BOSSES at a not-for-profit housing association have hit back at critics who accused them of only being interested in making money.

Eildon Housing Association has come under more fire after defending controversial plans to build affordable homes in last week’s Peeblesshire News.

The charity this week said it wanted to put an end to “misleading” comments on social media and insisted that it was trying to address the chronic shortage of affordable housing in Peebles.

A decision on plans for 40 flats in two blocks of four-storey buildings at Tweedbridge Court will be made by Scottish Borders Council on Monday.

The application has caused uproar amongst campaigners, who say they support plans for affordable housing, but fear the scale and design will spoil the iconic view of a prime location in the community.

One resident, who wished to remain anonymous, blasted the charity for “mindlessly pushing ahead with travel lodge style student accommodation”.

She said it would be a major detriment to residents who live close to the proposed “monster buildings”.

She added: “It’s not about them being saints and providing much-needed housing, it’s about them squishing in as many people as possible to make back their money.”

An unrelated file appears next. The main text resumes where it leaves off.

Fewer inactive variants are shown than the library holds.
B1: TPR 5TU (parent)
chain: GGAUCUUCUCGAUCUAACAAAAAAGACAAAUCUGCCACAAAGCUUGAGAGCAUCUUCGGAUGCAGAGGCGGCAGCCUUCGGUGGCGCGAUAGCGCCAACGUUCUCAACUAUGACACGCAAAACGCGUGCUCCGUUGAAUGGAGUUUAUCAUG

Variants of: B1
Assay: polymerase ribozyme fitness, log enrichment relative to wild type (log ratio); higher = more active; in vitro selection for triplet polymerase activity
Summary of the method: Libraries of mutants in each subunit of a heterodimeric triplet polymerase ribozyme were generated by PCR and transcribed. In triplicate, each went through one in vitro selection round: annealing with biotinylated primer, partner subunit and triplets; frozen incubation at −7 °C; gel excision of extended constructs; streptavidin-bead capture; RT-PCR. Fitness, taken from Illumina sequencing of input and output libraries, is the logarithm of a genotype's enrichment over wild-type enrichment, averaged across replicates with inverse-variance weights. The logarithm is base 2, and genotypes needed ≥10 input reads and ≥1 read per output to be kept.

And, in a letter to the Peeblesshire News, resident James McAuslin said the population of Peebles fully understood and welcomed proposals for more housing, but not at a cost to the environment or by over development.

He claimed an artist’s impression of the new flats presented a false picture of Eildon’s proposals.

Last week Eildon defended its revised designs and told the Peeblesshire News that lower level designs would not be practical, given the depth of foundation and flood prevention measures required.

This week, chief executive Nile Istephen told us the proposed development was an opportunity to provide 40 much-needed affordable homes and revamp the site.

He added: “In preparing our proposal we have engaged in extensive consultation on how the plan to regenerate the derelict site can be best designed and incorporate high-quality landscaping.” He said the proposals fully complied with stringent council planning guidelines and flood prevention requirements.

Planning officers have recommended the proposal be approved. But objectors say they were aghast when they read in the planning reports that “in comparison to the original submission, the number of objections are considerably less”.

Worried locals wrote to Scottish Borders Council seeking assurances that their original objections would be taken into consideration as they were still not happy with the plans.

One, Clifford Balson, has also voiced concerns that the Scottish Borders Strategic Investment Plan 2017 stated that Tweedbridge Court would provide around 28 homes for social rent. The following year the number of units in the strategic plan increased to 32, and now the number has risen to 40, which he describes as “unacceptable”.

A group of objectors intends to travel to SBC on Monday to have their say as the plans go before councillors.